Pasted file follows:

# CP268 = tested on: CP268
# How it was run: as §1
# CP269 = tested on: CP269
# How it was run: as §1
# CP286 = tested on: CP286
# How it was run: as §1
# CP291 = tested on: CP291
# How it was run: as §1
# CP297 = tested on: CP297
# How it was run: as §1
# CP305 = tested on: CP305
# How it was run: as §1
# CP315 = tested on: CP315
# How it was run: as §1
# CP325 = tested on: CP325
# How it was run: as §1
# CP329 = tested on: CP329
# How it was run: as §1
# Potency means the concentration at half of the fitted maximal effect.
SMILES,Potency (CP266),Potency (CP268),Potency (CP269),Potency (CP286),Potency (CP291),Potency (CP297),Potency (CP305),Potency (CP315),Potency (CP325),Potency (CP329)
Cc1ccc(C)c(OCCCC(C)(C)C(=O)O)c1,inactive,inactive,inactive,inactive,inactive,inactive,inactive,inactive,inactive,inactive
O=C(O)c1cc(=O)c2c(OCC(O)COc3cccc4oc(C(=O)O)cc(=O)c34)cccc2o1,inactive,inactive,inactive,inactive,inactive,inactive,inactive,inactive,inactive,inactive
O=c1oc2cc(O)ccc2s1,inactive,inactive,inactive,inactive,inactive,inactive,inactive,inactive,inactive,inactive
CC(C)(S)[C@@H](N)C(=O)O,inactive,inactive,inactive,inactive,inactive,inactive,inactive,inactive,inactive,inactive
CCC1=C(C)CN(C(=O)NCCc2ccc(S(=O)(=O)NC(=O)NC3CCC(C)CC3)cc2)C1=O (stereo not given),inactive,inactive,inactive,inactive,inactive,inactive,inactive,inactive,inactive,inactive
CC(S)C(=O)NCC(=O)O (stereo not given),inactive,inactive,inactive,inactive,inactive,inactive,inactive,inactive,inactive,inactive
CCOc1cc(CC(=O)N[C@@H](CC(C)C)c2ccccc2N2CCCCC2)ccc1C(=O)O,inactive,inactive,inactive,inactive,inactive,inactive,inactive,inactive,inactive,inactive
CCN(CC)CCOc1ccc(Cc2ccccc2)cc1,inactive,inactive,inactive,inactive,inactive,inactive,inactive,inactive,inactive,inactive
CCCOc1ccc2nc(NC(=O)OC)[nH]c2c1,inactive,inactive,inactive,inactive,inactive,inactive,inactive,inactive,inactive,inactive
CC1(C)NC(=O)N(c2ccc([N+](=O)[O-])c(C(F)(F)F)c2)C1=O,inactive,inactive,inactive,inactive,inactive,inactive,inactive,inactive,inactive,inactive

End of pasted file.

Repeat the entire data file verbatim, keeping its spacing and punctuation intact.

# CP268 = tested on: CP268
# How it was run: as §1
# CP269 = tested on: CP269
# How it was run: as §1
# CP286 = tested on: CP286
# How it was run: as §1
# CP291 = tested on: CP291
# How it was run: as §1
# CP297 = tested on: CP297
# How it was run: as §1
# CP305 = tested on: CP305
# How it was run: as §1
# CP315 = tested on: CP315
# How it was run: as §1
# CP325 = tested on: CP325
# How it was run: as §1
# CP329 = tested on: CP329
# How it was run: as §1
# Potency means the concentration at half of the fitted maximal effect.
SMILES,Potency (CP266),Potency (CP268),Potency (CP269),Potency (CP286),Potency (CP291),Potency (CP297),Potency (CP305),Potency (CP315),Potency (CP325),Potency (CP329)
Cc1ccc(C)c(OCCCC(C)(C)C(=O)O)c1,inactive,inactive,inactive,inactive,inactive,inactive,inactive,inactive,inactive,inactive
O=C(O)c1cc(=O)c2c(OCC(O)COc3cccc4oc(C(=O)O)cc(=O)c34)cccc2o1,inactive,inactive,inactive,inactive,inactive,inactive,inactive,inactive,inactive,inactive
O=c1oc2cc(O)ccc2s1,inactive,inactive,inactive,inactive,inactive,inactive,inactive,inactive,inactive,inactive
CC(C)(S)[C@@H](N)C(=O)O,inactive,inactive,inactive,inactive,inactive,inactive,inactive,inactive,inactive,inactive
CCC1=C(C)CN(C(=O)NCCc2ccc(S(=O)(=O)NC(=O)NC3CCC(C)CC3)cc2)C1=O (stereo not given),inactive,inactive,inactive,inactive,inactive,inactive,inactive,inactive,inactive,inactive
CC(S)C(=O)NCC(=O)O (stereo not given),inactive,inactive,inactive,inactive,inactive,inactive,inactive,inactive,inactive,inactive
CCOc1cc(CC(=O)N[C@@H](CC(C)C)c2ccccc2N2CCCCC2)ccc1C(=O)O,inactive,inactive,inactive,inactive,inactive,inactive,inactive,inactive,inactive,inactive
CCN(CC)CCOc1ccc(Cc2ccccc2)cc1,inactive,inactive,inactive,inactive,inactive,inactive,inactive,inactive,inactive,inactive
CCCOc1ccc2nc(NC(=O)OC)[nH]c2c1,inactive,inactive,inactive,inactive,inactive,inactive,inactive,inactive,inactive,inactive
CC1(C)NC(=O)N(c2ccc([N+](=O)[O-])c(C(F)(F)F)c2)C1=O,inactive,inactive,inactive,inactive,inactive,inactive,inactive,inactive,inactive,inactive